Background: Extremity compartment syndrome occurs when swelling develops within a muscle compartment to such an extent that the microvasculature is compressed and tissue perfusion is compromised. Untreated, this condition can result in widespread tissue destruction and loss of the affected limb. Methods: Swine were subjected to diffuse muscle compression injury using a balloon catheter inserted between the anterior muscle compartment of the hind limb and the anterior face of the tibia. Balloons were inflated with saline to produce a sustained intramuscular pressure (IMP) of approximately 30 mmHg greater than mean arterial pressure. Following injury the IMP was monitored for up to 8 h. At the end of the monitoring period, the tibialis anterior muscle was collected and examined for injury. Results: One animal receiving 6 h injury dislodged the implanted pressure transducers and was dropped from the data analysis. In all other limbs (n = 8) receiving 6 h injury, significant spontaneous increases in IMP were observed following injury. The tibialis anterior in all of the 6 h injury limbs also showed extensive tissue damage. In the limbs injured for 5 h (n = 10), only three showed a significant increase in IMP. The magnitude and duration of this increase closely resembled that seen following 6 h injury. Tissue damage was reduced in comparison with 6 h injury. Conclusions: The injury technique described here provides a potential useful threshold model for studying extremity compartment syndrome and the influence of related factors on the progression of this condition.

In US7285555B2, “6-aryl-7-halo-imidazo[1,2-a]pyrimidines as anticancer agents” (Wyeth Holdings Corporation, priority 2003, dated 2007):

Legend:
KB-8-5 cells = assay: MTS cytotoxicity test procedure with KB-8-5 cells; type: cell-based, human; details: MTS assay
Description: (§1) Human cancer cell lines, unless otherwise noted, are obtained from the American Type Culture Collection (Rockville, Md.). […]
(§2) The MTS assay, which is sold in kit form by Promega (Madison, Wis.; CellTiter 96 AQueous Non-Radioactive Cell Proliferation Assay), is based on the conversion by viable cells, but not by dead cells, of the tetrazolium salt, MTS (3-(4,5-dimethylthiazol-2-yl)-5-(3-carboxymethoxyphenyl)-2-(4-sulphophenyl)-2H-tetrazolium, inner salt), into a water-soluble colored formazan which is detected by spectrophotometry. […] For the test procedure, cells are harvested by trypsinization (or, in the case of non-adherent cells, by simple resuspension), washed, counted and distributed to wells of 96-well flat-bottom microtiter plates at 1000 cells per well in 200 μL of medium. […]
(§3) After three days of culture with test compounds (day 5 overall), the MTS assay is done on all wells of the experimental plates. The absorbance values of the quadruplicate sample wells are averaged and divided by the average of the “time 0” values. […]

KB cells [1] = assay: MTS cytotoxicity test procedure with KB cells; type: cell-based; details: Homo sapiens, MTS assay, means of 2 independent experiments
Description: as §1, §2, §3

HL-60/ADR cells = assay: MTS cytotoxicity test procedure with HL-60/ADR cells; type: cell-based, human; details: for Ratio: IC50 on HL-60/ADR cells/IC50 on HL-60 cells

Bibliographical noteFunding Information:
This work was supported by the Air Force Surgeon General under contract FA8900-06-D-6018 to Hyperion Biotechnology, Inc. The authors acknowledge Dr. Curtis Klages D.V.M. and Dr. Linda Harris D.V.M. of the 711th Human Effectiveness Directorate, Veterinary Sciences Branch, Brooks City-Base, TX 78235 for expert guidance, support, and assistance of animal procedures. The authors thank Dr. R. Wayne Kornegay D.V.M., Ph.D. for expert assessment of pathologies induced by compartment syndrome. They thank TSgt Sean Seay from the US Air Force School of Aerospace Medicine for providing technical support during surgery.
- compartment syndrome
- swine model
- threshold pressure
- tibialis anterior